Using music to learn a physical task could help develop an important part of the brain, according to a study by the University of Edinburgh.
In the research, published in the journal Brain & Cognition, 30 right-handed volunteers aged 18 to 30 were split into two groups and then asked to learn a task that involved using their left-hand. One group learned with musical cues and the other without.
Both groups performed equally well after four weeks. But using MRI scans, the researchers saw that the music group had a significant increase in the structural changes of their arcuate fasciculus. This region of the brain is responsible for the white matter that links the hearing and motor regions in the right side of the brain. There was no such change in the non-music group.
"The study suggests that music makes a key difference,” lead author Dr Katie Overy said in a statement. “We have long known that music encourages people to move. This study provides the first experimental evidence that adding musical cues to learning new motor task can lead to changes in white matter structure in the brain."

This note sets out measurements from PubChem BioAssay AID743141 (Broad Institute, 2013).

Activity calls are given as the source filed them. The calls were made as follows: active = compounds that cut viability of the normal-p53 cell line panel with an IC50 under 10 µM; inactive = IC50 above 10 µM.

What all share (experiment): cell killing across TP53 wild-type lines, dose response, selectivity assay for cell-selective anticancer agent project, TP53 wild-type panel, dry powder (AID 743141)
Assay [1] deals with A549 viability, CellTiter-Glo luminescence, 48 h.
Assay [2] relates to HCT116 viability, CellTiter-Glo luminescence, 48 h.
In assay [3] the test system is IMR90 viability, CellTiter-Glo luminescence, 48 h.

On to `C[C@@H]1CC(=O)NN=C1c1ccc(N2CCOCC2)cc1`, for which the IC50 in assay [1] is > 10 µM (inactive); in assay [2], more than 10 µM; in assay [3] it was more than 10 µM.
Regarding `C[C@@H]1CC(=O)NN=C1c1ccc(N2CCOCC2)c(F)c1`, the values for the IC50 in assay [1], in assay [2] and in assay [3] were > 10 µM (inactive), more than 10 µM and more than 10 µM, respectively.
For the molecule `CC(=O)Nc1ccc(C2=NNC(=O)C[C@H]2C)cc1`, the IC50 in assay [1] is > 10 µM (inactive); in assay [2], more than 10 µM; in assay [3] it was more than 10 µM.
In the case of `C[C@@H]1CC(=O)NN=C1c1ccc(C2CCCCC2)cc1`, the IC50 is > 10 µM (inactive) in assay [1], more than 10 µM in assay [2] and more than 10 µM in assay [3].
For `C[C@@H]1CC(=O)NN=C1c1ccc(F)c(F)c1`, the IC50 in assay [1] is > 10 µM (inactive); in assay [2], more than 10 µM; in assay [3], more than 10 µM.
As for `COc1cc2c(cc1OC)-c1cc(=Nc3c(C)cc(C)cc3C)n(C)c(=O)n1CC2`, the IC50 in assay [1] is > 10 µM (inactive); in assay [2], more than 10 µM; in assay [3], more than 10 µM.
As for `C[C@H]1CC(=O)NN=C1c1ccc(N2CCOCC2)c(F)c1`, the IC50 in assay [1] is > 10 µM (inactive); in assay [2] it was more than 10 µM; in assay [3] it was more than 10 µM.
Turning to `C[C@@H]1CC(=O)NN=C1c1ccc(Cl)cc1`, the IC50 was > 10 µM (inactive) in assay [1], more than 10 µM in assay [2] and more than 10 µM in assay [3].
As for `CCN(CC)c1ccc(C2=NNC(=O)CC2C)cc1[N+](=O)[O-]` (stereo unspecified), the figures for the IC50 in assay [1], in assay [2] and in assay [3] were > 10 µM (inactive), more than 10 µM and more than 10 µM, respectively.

None of the participants had more than six years of musical training, and none were currently learning to play an instrument. They had to tap out sequences on the finger and thumb of their left hand three times a week for 20 minutes over the four weeks. Data was recorded using a gaming glove, with software specifically designed for this study.
Dr Overy told IFLScience that the musical cues were "clear melodies with a steady beat." These were synced up to each finger movement, with pitch cues indicating which fingers to move.
Despite the small sample size (although that's often the case with MRI studies, which are expensive), the research is interesting. White matter is basically wiring that enables our brain cells to communicate with each other. Study co-author Rebecca Schaefer told IFLScience this was "exactly the connection we thought might be strengthened after learning a movement with music."
She added that the finding was important because it shows us how the type of learning affects learning-related brain changes, even when the end result is the same. "It is one of the first studies to show this within such a short time window (four weeks), and opens up many interesting questions for future research," she said.